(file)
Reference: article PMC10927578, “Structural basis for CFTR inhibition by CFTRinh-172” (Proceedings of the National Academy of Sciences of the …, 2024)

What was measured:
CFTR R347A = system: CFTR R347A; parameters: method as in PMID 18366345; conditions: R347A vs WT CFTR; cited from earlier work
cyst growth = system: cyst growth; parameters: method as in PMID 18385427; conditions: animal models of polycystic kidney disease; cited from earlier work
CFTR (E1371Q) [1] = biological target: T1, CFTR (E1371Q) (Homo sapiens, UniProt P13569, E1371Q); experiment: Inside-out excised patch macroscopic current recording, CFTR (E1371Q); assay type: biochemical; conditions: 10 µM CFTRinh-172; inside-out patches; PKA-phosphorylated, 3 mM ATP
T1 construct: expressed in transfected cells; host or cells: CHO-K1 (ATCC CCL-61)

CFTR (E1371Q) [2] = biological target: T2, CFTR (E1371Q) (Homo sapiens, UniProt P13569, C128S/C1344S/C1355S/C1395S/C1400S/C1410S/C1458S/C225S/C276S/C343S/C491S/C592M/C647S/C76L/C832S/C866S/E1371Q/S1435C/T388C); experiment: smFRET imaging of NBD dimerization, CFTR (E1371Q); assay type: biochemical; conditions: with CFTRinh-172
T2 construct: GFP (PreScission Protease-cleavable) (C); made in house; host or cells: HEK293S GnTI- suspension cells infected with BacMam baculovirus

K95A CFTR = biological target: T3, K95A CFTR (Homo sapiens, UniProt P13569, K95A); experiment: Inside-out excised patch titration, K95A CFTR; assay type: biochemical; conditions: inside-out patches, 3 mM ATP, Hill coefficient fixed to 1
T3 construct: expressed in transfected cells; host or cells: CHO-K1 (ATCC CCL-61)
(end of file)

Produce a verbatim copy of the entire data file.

Reference: article PMC10927578, “Structural basis for CFTR inhibition by CFTRinh-172” (Proceedings of the National Academy of Sciences of the …, 2024)

What was measured:
CFTR R347A = system: CFTR R347A; parameters: method as in PMID 18366345; conditions: R347A vs WT CFTR; cited from earlier work
cyst growth = system: cyst growth; parameters: method as in PMID 18385427; conditions: animal models of polycystic kidney disease; cited from earlier work
CFTR (E1371Q) [1] = biological target: T1, CFTR (E1371Q) (Homo sapiens, UniProt P13569, E1371Q); experiment: Inside-out excised patch macroscopic current recording, CFTR (E1371Q); assay type: biochemical; conditions: 10 µM CFTRinh-172; inside-out patches; PKA-phosphorylated, 3 mM ATP
T1 construct: expressed in transfected cells; host or cells: CHO-K1 (ATCC CCL-61)

CFTR (E1371Q) [2] = biological target: T2, CFTR (E1371Q) (Homo sapiens, UniProt P13569, C128S/C1344S/C1355S/C1395S/C1400S/C1410S/C1458S/C225S/C276S/C343S/C491S/C592M/C647S/C76L/C832S/C866S/E1371Q/S1435C/T388C); experiment: smFRET imaging of NBD dimerization, CFTR (E1371Q); assay type: biochemical; conditions: with CFTRinh-172
T2 construct: GFP (PreScission Protease-cleavable) (C); made in house; host or cells: HEK293S GnTI- suspension cells infected with BacMam baculovirus

K95A CFTR = biological target: T3, K95A CFTR (Homo sapiens, UniProt P13569, K95A); experiment: Inside-out excised patch titration, K95A CFTR; assay type: biochemical; conditions: inside-out patches, 3 mM ATP, Hill coefficient fixed to 1
T3 construct: expressed in transfected cells; host or cells: CHO-K1 (ATCC CCL-61)